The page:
Back in 1984 Gina Campbell QSO, daughter of the legendary speed icon Donald Campbell CBE, who tragically died in 1967 on Coniston Water attempting to break his own 276mph water speed record, became fascinated with power boat racing.
In her first year of competing, she won the UK Offshore Boating Association Class 3D Championship with Mike Standring sat alongside her in their Steve Baker designed Phantom 25 monohull Agfa Bluebird. They also collected the Royal Yachting Association Class 3 National Championship title.
Later, that year they both competed in the Everest Double Glazing sponsored Round Britain Powerboat Race. Weather conditions for the first leg were poor and of the twenty-eight starters at Portsmouth, only eighteen boats reached Falmouth. Agfa Bluebird stuffed off Anvil Point and was towed back into Poole Harbour. That wasn’t the end though because after drying out the boat they re-joined the race only for Campbell to sprain her ankle later. Even with these miss fortunes the pair still completed the ten-day endurance race which was won by the world-famous Italian racer and boat builder, Fabio Buzzi, in the equally famous White IVECO, completing the course in just over twenty-seven hours of the toughest sea conditions ever seen.
Now hoping the water conditions will be a lot calmer is the UKOPRA British Offshore Champion Drew Langdon when he tries once again to finish another endurance event, the 70th edition of the Raid Pavia Venezia racing Campbell’s Agfa Bluebird. Even by powerboat racing standards this one is an unusual event that ran for the first-time last year after a break of ten years.
When Langdon spoke to PRW he said
My dear old friend Fabio Buzzi was always talking to me about doing the race. And it’s a shame that I couldn’t do it while he was still around. Nevertheless, we gave it a go last year and to be fair the day I spent having the boat scrutineered before the race was worth going just for that because I met so many of my old friends from Italy, though it must have been ten since we last met, to me it only felt like yesterday.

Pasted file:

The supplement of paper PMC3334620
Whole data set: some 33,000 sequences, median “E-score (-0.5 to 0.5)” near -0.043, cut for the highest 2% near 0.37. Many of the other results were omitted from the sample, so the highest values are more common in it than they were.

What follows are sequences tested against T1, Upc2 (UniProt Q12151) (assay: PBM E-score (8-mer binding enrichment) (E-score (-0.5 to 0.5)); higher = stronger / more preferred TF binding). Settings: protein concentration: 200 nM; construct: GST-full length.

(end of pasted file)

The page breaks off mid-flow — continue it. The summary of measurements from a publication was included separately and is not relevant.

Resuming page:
For Langdon, last year’s race was a bit of a disaster. He went with a boat that he though was race ready, but it was far from it, and he didn’t get much further than the hook of the crane. Back then there were ninety entries, and he was the sole British competitor. Since then, the word has gotten out as amongst the one hundred and fifty-eight boats entered eight of them are British offshore teams.
Although the Phantom was originally rigged for a driver and navigator, Langdon will be making the trip along the Po River to Venice by himself.
I have given the race a great deal of thought and I did consider taking a mechanic along in the navigator seat in case of any mechanical issues. Yes, I want to complete the race, but at the same time I want to do well overall. Having that extra weight in the hull because the crew do not count as the dry weight of the boat makes it uncompetitive and if something did go mechanically wrong in that race then its game over because there is no time to make any repairs.
In preparation for the race Langdon spent today out testing in Torquay, England and he felt extremely comfortable having re-rigged the Phantom over the winter. Race Marine have rebuilt the two Mercury powerheads and the speed has certainly improved. He told PRW that it was an incredibly good test session, and they were able to try out three different propeller choices.
I am now able to drive the boat and not fight it the whole time, something that will be key on a journey of over four hundred kilometres. I am encouraged that there are more competitors entered from the UK as this race needs to be supported, it’s full of history, and it will be an adventure for all of us. Plus, it’s great to fly the flag on such a historical boat once more.
Testing images by Tim Tapping.